MEXICO CITY (AP) — Getting paid has always been hard for government contractors in Mexico, but seldom has the problem been so bad, as low oil prices are battering government finances.
Analysts and officials said Tuesday the problem has broken out into the open. Government contractors are openly complaining and experts worry the country's largest construction firm could be nearing bankruptcy.
The head of Mexico's top business chamber publicly rebuked President Enrique Pena Nieto on Monday, saying that late payments were putting Mexican businesses at risk of failing.
"The late payments and non-payments don't just put thousands of businesses at risk," Juan Pablo Castanon said at event with Pena Nieto. "They put at risk the jobs of thousands of families in Mexico."
The president's office said it had no response to the comments.
The problem has been broached before, and Mexico's antiquated bureaucracy has always been slow with payments. In one case, hotels in the southern state of Guerrero complained the government hadn't paid them for hosting thousands of federal police officers dispatched to the troubled state.
But steep declines in oil prices — the source of about 37 percent of government revenue in Mexico — has battered the Pena Nieto administration and forced cutbacks.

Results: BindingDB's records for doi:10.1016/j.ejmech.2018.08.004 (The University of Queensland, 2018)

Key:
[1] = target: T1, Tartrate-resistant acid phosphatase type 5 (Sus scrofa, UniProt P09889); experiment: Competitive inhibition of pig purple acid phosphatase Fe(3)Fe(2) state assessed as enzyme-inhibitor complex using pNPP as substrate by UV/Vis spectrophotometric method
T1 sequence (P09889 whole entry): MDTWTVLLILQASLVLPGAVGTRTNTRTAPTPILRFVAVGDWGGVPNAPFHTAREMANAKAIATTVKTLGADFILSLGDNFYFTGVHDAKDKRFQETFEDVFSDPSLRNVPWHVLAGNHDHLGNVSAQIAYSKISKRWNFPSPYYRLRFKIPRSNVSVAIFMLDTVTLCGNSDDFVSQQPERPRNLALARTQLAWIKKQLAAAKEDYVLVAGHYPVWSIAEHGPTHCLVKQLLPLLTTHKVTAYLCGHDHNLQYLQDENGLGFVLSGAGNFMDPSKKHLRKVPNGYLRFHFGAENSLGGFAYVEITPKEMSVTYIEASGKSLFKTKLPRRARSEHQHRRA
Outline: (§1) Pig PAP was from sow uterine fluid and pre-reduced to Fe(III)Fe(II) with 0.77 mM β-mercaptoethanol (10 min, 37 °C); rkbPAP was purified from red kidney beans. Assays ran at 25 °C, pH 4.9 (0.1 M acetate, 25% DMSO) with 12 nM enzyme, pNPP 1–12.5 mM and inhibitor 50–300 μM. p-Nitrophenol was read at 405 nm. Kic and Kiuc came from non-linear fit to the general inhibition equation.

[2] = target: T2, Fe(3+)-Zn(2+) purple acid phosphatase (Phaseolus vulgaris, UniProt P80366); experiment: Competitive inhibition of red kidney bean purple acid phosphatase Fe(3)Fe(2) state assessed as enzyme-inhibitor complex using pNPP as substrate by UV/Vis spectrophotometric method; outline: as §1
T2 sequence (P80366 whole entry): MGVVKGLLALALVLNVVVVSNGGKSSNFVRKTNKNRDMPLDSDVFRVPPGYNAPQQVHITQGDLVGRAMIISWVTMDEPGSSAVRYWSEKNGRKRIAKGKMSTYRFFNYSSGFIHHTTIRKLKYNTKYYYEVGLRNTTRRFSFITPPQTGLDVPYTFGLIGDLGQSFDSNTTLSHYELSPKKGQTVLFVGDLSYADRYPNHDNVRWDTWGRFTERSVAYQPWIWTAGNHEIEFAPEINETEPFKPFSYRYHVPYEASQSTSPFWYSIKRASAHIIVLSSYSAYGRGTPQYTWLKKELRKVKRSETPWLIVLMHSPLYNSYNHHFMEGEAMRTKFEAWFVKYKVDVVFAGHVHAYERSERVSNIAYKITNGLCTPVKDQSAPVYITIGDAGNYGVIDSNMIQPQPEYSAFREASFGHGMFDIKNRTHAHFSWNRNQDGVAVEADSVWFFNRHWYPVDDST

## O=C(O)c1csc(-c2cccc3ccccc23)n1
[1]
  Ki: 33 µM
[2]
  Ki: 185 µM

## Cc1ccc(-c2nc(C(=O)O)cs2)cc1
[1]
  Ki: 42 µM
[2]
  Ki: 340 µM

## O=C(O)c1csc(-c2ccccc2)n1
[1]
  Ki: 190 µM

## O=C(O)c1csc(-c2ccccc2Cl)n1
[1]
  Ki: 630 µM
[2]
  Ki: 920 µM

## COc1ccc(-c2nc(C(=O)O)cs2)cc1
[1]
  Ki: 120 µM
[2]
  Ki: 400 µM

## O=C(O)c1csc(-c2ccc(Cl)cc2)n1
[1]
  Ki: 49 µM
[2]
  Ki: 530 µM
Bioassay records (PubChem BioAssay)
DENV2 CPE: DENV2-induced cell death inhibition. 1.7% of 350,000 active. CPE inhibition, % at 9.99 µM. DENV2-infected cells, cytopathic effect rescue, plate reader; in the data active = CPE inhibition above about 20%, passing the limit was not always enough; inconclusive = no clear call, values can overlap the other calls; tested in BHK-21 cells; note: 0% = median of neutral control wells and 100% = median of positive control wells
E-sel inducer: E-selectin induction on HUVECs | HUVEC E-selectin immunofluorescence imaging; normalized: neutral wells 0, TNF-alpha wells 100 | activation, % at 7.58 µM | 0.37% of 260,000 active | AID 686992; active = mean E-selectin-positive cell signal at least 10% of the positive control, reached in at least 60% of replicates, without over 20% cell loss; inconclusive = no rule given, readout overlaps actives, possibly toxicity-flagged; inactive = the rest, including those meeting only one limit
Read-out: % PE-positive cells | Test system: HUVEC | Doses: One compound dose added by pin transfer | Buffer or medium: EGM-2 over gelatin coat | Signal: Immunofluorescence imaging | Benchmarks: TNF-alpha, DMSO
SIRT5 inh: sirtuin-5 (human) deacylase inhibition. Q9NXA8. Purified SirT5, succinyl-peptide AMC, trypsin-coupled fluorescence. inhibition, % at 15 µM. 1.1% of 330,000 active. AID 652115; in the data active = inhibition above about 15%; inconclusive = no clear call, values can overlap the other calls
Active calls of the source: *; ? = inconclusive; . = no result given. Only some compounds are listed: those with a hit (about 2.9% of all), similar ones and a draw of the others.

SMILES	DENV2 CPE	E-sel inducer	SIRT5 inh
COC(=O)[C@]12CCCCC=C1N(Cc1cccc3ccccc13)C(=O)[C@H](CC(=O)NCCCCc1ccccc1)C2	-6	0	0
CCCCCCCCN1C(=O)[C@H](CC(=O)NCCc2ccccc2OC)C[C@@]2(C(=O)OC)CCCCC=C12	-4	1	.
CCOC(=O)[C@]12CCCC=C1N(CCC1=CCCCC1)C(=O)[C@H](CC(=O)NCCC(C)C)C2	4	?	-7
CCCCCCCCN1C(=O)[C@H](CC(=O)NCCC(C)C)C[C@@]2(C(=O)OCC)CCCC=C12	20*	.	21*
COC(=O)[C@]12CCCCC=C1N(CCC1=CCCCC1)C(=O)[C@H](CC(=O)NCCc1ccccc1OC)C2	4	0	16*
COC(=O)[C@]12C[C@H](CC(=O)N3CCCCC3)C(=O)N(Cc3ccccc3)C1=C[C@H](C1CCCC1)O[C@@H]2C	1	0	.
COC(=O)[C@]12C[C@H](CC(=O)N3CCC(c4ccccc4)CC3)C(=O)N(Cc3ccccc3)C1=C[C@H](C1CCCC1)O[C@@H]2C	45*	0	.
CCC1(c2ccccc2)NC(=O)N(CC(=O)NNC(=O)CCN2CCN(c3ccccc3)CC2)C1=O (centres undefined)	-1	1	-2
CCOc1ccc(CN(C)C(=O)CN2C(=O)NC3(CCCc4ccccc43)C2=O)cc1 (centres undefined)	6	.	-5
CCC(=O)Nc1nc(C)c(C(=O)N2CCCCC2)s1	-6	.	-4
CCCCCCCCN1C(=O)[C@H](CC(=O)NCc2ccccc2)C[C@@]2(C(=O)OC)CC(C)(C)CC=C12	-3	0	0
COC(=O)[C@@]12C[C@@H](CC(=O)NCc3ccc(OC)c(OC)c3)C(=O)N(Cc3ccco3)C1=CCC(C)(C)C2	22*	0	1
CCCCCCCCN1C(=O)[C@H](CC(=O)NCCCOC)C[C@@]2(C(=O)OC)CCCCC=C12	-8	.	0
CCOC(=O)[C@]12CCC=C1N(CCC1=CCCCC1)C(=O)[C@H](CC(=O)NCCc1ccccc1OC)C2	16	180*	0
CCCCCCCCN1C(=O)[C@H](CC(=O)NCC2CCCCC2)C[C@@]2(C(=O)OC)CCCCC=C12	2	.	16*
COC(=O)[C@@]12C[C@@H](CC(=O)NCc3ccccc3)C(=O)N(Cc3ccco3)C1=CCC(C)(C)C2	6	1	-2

Eugenio Aleman, a senior economist at Wells Fargo Securities, said the drop in oil prices had been "a very hard blow" for the government. "I think they're taking their time" with payments, "trying to organize what little amount of funds they have right now."
In recent months, hotels in the southern state of Guerrero complained the government hadn't paid them for hosting thousands of federal police officers dispatched to the troubled state.
Mexico's largest construction company in the public-works sector, Empresas ICA, appears to be teetering near insolvency after delaying a $31 million interest payment due on bonds in December. ICA, one of Mexico's oldest construction firms, has a 30-day grace period to make up the payment. Most of its work is for the government, or state-sector companies.
Moody's Investors Service this month downgraded ICA bonds to Caa3, saying its failure to make the interest payment "reflects the precarious liquidity of the company and is a likely precursor to more formal refinancing process or distressed exchange."
ICA didn't help itself by taking out a lot of debt denominated in US dollars, while much of its income is denominated in pesos — a currency that has devalued by 16 percent against the dollar over the last year, and 31 percent over the last two years.
But one government official who was not authorized to be quoted by name said the company's cash-flow problems were worsened by late payments from the government-owned oil company, Pemex, and some state-level governments.
Pemex said it had no immediate comment and ICA investor relations representative Elena Garcia said the company, by policy, does not make comments to the press.
Delgado said he thinks the government will do what it can to keep ICA from bankruptcy.
"What the government is doing is to try to speed up the payments, so the company won't have problems," Delgado said. "It's not aid for the company, it's just a question of speeding up the process so the company gets what the government owes it, or what is coming due soon."